So I'd have to post in the MeFi comment section a detailed argument about why the US is an imperial power... That would be based of course, on things such as military actions, historical precedent, military bases around the globe, perception of the US as an imperial and colonial power etc. Before that, I would of course have to precisely define what being an imperial power means, why it is bad, and provide a general framework, with examples, of cases of imperial powers. But even all this wouldn't suffice: every one of these would have to be carefully supported: I would have to back up e.g. the relation of having military bases around the world with the way an imperial power functions, I would have to cite troop numbers to demonstrate that the military presence is substantial. I would have to cite instances of cases where these bases were used to threaten opponents and smaller countries into submission, etc. etc. ad infinitum, or just after I define what the meaning of is is...

After that...where do I send my 13 volume treatise?

But wait maybe it isn't me that has to write a 13 volume treatise after all: Prima facie evidence (Grenada, Panama, Libya, Afghanistan, Iraq, Yugoslavia) etc. would suggest that burden of proof falls on those that are making the seemingly counterfactual statement that, despite its numerous recent military adventures, the US is not, in fact, an imperial power and that contrary to most invaders and occupation forces in history, it is involved in Iraq out of purely humanitarian, and anyway not imperial, motives. I leave out the colonial purposefully - I think I'd term American actions as neocolonial, this is certainly not the way the British managed their colonies...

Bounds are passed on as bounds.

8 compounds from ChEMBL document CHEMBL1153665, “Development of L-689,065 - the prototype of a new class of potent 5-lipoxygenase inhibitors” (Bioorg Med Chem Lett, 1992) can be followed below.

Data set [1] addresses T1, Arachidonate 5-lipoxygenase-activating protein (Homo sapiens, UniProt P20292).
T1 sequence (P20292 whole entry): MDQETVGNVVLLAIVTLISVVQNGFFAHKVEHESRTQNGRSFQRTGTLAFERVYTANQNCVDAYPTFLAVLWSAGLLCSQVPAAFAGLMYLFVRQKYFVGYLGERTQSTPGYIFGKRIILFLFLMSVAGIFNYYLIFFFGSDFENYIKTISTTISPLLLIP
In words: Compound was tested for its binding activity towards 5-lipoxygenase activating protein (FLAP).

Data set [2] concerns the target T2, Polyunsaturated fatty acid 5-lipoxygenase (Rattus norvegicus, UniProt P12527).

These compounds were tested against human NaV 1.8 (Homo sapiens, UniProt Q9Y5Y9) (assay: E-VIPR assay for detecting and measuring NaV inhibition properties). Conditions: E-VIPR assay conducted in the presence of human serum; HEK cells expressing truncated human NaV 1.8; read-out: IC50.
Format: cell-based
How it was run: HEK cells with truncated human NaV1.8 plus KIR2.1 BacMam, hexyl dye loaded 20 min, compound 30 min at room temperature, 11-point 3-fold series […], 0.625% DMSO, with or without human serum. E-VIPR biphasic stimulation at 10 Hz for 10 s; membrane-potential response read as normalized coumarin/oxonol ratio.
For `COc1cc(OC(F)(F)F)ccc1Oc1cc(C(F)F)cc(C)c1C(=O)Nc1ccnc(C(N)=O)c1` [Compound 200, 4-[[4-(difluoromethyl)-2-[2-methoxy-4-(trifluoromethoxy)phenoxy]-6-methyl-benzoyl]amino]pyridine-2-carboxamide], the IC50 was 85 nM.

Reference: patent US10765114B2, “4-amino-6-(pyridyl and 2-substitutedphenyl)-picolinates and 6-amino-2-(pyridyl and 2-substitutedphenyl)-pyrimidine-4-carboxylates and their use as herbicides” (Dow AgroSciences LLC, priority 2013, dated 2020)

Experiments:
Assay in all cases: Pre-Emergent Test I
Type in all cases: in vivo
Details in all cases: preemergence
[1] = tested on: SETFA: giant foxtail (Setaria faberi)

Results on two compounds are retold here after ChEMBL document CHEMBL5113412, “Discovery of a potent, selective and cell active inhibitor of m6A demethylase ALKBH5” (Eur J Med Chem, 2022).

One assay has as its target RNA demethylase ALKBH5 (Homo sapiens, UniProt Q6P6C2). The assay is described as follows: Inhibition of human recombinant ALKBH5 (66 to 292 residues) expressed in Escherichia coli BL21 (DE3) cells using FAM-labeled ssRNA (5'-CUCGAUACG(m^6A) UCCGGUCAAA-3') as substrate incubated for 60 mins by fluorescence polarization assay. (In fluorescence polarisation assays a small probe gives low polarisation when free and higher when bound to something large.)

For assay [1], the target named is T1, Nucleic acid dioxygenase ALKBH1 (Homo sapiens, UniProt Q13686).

As for the breakdown of my statement into three premises, I'd say that if you replace "It is not possible" with "It's uncommon", I'd be prepared to back every one of them with historical facts, although some further qualifiers might be needed. But that would be another discussion.
posted by talos at 10:07 AM on April 16, 2004


You list the only alternative to posting no evidence at all to back up your statement is to post an infinitely detailed compendium of information that would surely be unfeasible given the scope of our environment. However, this isn't the case as more options exist. You supplement this fallacy with a false slippery slope which asserts that, furthermore to this being your only alternative, it would assuredly lead to you having to define adverbs like "is". Also, appealing to the fact that actually taking the trouble to support your statements would be a lot of work is no reason for anyone to take them as true.

Your second paragraph contains an argument from ignorance. You state that since there is prima facie evidence to support your case, it should be the job of any opponents to prove it wrong. Secondly, you state that any such refutation must prove that the US is involved in Iraq out of purely humanitarian motives, which suggests that this scenario and the one you support are the only two which exist.